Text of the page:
I read several blogs written by people who live on small farms.  There are many parts of their lives that I'm more than a wee bit envious of, but caring for animals in the winter is not one of them.  Jenna Woginrich carries huge buckets of water across the icy side of a mountain,  over and over again each day.  Ben Hewitt and Jon Katz  are often breaking ice with an ax, boot or whatever else will do the job, to ensure animals have water to drink.  The Soules were recently out in the snow (OK in a barn) at 4 am to check on a sick cow.  And then there's lambing...in the snow! (See Jon Katz, Kristin Nichols). 

It's enough to make a person feel like a bit of a wimp for thinking "It's too cold.  I'll talk a walk tomorrow".  In fact, Katz' recently had a mini blog post that stated

It is very cold here, we took the dogs out for a walk at a nearby park, Red pays no attention to the weather, he runs out ahead and sits down and waits for us. I love walking, even in the cold.

He lives in upstate New York, so I'm sure it was freezing, and not the "very cold" of someone living in South Carolina. 

That's when I started pulling jumbo, sealed, plastic bags out of the extra room we call "the attic".  In these bags I found a bounty of knit wear (including some leg warmers I knit this summer), some socks originally bought for snow boarding, and an assortment of long johns.  Even surrounded by all this gear (and a reflective safety vest), I still didn't have any urge to go out in the 16 degree air to check the mail, much less go for a walk.  And that's when I thought of the bees. 

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I don't know what made me think of bees, unless it was the reflective vest's coloring, but I remembered something I'd read about how bees survive the winter.  Bees cannot fly, heck they can barely move when the weather turns cold.  In the autumn these symbols of productivity become docile and lethargic as the temperatures dip.  However back in the hive (hopped up on honey), they can achieve summer-like temperatures by vigorously vibrating their bodies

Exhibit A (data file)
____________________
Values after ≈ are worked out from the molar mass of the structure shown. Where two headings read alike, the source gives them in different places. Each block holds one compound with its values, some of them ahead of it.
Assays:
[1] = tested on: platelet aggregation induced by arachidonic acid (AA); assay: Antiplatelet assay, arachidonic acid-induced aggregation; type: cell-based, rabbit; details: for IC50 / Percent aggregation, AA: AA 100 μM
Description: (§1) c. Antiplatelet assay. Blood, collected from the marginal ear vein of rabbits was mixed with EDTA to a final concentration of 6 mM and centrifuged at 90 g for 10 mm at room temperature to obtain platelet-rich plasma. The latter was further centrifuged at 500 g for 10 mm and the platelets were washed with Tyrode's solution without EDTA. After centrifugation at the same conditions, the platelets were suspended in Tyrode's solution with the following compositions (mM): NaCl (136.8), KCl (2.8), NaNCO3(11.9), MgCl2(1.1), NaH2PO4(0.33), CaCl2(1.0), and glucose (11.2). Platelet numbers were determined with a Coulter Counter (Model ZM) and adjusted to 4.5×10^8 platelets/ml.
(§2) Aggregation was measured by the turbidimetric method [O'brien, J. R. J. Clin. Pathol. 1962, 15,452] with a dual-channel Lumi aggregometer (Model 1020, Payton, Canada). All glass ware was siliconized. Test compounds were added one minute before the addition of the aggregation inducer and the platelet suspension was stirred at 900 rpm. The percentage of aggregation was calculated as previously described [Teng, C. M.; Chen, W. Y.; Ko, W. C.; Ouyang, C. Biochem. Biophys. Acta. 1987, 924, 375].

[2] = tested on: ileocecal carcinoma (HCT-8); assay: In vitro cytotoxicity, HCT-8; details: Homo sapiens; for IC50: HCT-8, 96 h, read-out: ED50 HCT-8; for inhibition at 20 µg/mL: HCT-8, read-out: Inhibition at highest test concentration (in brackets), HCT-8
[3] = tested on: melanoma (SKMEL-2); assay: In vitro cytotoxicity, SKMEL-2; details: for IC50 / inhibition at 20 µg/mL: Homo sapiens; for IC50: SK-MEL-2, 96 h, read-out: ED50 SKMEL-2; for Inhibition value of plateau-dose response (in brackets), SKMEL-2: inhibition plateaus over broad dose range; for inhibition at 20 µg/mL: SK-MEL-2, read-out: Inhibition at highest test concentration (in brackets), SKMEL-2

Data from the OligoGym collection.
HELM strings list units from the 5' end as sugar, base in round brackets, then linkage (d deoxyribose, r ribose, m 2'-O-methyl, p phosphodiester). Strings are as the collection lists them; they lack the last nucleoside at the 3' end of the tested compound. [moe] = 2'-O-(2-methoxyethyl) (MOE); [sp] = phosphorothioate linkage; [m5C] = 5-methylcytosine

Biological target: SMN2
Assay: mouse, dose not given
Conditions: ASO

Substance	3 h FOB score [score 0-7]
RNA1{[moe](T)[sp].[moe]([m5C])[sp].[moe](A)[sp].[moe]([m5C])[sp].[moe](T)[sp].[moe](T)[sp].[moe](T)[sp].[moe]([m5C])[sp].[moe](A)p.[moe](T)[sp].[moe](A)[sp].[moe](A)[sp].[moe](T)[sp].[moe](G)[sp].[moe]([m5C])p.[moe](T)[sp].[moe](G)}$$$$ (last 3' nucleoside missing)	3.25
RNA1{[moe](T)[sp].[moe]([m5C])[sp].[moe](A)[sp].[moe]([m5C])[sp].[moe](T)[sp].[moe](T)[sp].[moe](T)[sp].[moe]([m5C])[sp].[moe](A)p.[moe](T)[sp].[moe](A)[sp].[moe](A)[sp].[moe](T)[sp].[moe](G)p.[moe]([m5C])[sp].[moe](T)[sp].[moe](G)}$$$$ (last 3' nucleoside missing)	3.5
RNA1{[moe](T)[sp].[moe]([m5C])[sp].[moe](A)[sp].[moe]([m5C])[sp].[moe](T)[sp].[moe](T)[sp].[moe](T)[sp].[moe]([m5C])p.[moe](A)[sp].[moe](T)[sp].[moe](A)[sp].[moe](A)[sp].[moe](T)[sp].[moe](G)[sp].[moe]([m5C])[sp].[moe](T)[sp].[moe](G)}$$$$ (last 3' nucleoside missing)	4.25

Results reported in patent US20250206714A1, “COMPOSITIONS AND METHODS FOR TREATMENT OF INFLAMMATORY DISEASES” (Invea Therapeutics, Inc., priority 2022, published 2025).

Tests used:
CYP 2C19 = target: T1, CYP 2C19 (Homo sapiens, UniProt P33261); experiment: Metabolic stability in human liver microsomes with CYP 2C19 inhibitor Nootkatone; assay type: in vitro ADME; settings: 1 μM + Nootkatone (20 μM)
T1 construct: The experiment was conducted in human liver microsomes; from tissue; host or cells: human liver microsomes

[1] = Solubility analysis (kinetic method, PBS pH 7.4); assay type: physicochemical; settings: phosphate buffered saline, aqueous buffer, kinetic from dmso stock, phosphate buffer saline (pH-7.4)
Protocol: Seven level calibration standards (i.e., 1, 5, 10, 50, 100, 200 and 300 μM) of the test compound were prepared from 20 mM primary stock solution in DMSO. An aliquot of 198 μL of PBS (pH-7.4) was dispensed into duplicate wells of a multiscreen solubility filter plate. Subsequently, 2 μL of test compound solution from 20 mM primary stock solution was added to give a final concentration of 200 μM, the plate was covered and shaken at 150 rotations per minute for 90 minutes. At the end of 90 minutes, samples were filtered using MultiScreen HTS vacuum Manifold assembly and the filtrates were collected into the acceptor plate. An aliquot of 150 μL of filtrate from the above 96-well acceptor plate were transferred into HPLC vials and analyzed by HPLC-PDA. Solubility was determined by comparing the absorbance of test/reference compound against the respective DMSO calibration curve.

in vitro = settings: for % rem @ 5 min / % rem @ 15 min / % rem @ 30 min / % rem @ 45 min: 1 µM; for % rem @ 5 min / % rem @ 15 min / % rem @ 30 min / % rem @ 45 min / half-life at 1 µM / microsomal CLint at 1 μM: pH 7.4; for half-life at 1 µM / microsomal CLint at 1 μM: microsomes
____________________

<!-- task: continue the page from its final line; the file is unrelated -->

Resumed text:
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If I wanted to be warm, I needed to get moving.  Those first five minutes or so were going to sting, but soon enough I'd be unzipping my jacket, stuffing my mittens in my pockets, and laughing at all those folks trapped inside the confines of their homes on this sparkling day.

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"Motion is the lotion" as they say at Kripalu


The Sounds of Christmas

Our little town had its Christmas tree lighting last week.  As I walked along main street, listening to brave carolers striving to sound joyful as the mist turned to freezing rain, and later hail, the sight of the lights instantly filled my mind with scenes from Dickens' A Christmas Carol.   There wasn't anything particularly Victorian about the scene, and it's not as if there were any ghosts or street urchins.  No, last year I'd walked under these very same lights, face frozen but smiling as I listening to Dickens' words on my iPod.  I love it when that happens.  I'll see a curve in a road and instantly know what I was listening to the last time I walked there, or hear a bit of a story and know where I was when I first heard it.   This doesn't happen when I'm driving; it's something particular to walking and the way it makes me engage with the world around me.